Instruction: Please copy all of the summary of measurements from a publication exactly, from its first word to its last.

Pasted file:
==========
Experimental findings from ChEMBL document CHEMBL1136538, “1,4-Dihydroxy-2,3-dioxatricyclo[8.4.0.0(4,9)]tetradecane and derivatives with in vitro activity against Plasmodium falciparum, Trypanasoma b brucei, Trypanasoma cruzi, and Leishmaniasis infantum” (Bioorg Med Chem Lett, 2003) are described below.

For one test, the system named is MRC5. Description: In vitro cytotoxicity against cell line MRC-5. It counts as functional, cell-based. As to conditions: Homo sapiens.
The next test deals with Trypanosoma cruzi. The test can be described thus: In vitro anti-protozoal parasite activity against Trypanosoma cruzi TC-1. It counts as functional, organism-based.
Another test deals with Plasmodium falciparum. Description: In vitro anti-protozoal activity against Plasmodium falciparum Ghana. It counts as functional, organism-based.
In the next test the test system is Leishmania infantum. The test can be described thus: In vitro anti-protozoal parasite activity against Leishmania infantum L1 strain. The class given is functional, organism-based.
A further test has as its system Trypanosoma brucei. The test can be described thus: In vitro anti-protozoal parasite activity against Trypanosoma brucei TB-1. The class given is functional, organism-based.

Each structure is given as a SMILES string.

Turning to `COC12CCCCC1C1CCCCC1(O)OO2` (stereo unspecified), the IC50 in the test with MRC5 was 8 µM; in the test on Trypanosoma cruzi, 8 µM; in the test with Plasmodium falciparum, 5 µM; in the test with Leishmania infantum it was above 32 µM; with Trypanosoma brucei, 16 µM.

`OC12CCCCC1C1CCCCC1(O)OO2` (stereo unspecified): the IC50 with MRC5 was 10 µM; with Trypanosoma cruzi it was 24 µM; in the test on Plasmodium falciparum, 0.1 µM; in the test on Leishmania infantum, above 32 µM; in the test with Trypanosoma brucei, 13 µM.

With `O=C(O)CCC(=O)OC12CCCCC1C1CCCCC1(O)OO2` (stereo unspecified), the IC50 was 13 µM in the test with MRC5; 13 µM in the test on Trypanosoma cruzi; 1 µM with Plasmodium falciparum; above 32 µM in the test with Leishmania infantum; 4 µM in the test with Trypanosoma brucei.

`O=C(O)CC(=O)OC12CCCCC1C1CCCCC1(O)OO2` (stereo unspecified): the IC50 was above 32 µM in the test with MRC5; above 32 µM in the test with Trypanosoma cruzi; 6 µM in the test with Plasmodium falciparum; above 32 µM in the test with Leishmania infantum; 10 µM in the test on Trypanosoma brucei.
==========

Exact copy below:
Experimental findings from ChEMBL document CHEMBL1136538, “1,4-Dihydroxy-2,3-dioxatricyclo[8.4.0.0(4,9)]tetradecane and derivatives with in vitro activity against Plasmodium falciparum, Trypanasoma b brucei, Trypanasoma cruzi, and Leishmaniasis infantum” (Bioorg Med Chem Lett, 2003) are described below.

For one test, the system named is MRC5. Description: In vitro cytotoxicity against cell line MRC-5. It counts as functional, cell-based. As to conditions: Homo sapiens.
The next test deals with Trypanosoma cruzi. The test can be described thus: In vitro anti-protozoal parasite activity against Trypanosoma cruzi TC-1. It counts as functional, organism-based.
Another test deals with Plasmodium falciparum. Description: In vitro anti-protozoal activity against Plasmodium falciparum Ghana. It counts as functional, organism-based.
In the next test the test system is Leishmania infantum. The test can be described thus: In vitro anti-protozoal parasite activity against Leishmania infantum L1 strain. The class given is functional, organism-based.
A further test has as its system Trypanosoma brucei. The test can be described thus: In vitro anti-protozoal parasite activity against Trypanosoma brucei TB-1. The class given is functional, organism-based.

Each structure is given as a SMILES string.

Turning to `COC12CCCCC1C1CCCCC1(O)OO2` (stereo unspecified), the IC50 in the test with MRC5 was 8 µM; in the test on Trypanosoma cruzi, 8 µM; in the test with Plasmodium falciparum, 5 µM; in the test with Leishmania infantum it was above 32 µM; with Trypanosoma brucei, 16 µM.

`OC12CCCCC1C1CCCCC1(O)OO2` (stereo unspecified): the IC50 with MRC5 was 10 µM; with Trypanosoma cruzi it was 24 µM; in the test on Plasmodium falciparum, 0.1 µM; in the test on Leishmania infantum, above 32 µM; in the test with Trypanosoma brucei, 13 µM.

With `O=C(O)CCC(=O)OC12CCCCC1C1CCCCC1(O)OO2` (stereo unspecified), the IC50 was 13 µM in the test with MRC5; 13 µM in the test on Trypanosoma cruzi; 1 µM with Plasmodium falciparum; above 32 µM in the test with Leishmania infantum; 4 µM in the test with Trypanosoma brucei.

`O=C(O)CC(=O)OC12CCCCC1C1CCCCC1(O)OO2` (stereo unspecified): the IC50 was above 32 µM in the test with MRC5; above 32 µM in the test with Trypanosoma cruzi; 6 µM in the test with Plasmodium falciparum; above 32 µM in the test with Leishmania infantum; 10 µM in the test on Trypanosoma brucei.